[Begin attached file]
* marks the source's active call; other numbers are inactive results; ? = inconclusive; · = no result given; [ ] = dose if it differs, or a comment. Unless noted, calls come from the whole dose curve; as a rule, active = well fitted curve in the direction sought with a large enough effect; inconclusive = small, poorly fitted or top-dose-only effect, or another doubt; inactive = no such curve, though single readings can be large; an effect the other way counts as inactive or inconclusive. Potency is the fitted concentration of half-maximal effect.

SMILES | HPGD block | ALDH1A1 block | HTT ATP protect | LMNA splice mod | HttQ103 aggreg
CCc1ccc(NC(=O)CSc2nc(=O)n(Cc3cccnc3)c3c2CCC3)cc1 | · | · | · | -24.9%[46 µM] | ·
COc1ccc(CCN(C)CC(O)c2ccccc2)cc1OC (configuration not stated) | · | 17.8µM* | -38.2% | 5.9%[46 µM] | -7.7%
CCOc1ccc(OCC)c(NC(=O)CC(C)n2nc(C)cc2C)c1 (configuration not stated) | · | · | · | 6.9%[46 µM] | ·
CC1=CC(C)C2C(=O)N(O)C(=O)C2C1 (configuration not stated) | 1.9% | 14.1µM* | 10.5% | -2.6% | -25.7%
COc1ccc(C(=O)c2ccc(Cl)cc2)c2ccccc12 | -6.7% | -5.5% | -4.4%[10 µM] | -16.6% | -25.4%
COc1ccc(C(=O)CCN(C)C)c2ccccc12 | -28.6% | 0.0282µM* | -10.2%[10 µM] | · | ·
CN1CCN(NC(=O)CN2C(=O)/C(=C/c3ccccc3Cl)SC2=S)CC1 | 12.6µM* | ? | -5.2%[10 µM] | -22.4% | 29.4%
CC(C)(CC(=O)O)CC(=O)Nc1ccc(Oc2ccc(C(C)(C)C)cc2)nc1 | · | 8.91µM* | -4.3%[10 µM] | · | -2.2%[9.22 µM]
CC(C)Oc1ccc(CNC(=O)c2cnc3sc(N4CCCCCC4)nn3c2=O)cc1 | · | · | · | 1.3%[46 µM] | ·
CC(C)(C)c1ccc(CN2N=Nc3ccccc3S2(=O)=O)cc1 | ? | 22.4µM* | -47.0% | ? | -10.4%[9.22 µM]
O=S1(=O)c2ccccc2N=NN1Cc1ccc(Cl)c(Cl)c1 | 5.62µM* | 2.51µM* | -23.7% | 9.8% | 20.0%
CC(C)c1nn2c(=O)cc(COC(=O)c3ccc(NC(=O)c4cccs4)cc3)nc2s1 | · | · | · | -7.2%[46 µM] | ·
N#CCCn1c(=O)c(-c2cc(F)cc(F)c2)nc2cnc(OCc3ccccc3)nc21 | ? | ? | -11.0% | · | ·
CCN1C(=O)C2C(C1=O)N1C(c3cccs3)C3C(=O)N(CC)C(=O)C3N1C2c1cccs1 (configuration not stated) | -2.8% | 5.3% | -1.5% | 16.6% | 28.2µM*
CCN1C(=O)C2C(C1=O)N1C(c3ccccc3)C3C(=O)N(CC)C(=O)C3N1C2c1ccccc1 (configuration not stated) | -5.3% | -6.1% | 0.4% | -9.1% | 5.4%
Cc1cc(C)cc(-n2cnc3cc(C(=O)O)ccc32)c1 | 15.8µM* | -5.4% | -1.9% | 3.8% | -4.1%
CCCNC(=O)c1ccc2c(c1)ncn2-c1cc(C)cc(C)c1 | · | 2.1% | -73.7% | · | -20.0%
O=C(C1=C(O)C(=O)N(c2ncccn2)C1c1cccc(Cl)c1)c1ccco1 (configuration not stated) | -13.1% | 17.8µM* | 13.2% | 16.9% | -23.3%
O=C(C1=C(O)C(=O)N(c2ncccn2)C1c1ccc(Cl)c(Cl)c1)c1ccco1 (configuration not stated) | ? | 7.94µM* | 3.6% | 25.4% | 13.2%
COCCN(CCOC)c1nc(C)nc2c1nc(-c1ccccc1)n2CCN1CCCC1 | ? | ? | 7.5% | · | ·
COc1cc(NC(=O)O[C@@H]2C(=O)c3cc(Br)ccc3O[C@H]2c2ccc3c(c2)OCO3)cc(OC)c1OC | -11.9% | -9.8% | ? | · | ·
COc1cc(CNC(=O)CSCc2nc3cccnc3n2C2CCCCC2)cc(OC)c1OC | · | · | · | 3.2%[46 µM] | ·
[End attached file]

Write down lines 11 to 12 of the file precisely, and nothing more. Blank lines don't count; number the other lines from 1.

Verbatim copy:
CC(C)Oc1ccc(CNC(=O)c2cnc3sc(N4CCCCCC4)nn3c2=O)cc1 | · | · | · | 1.3%[46 µM] | ·
CC(C)(C)c1ccc(CN2N=Nc3ccccc3S2(=O)=O)cc1 | ? | 22.4µM* | -47.0% | ? | -10.4%[9.22 µM]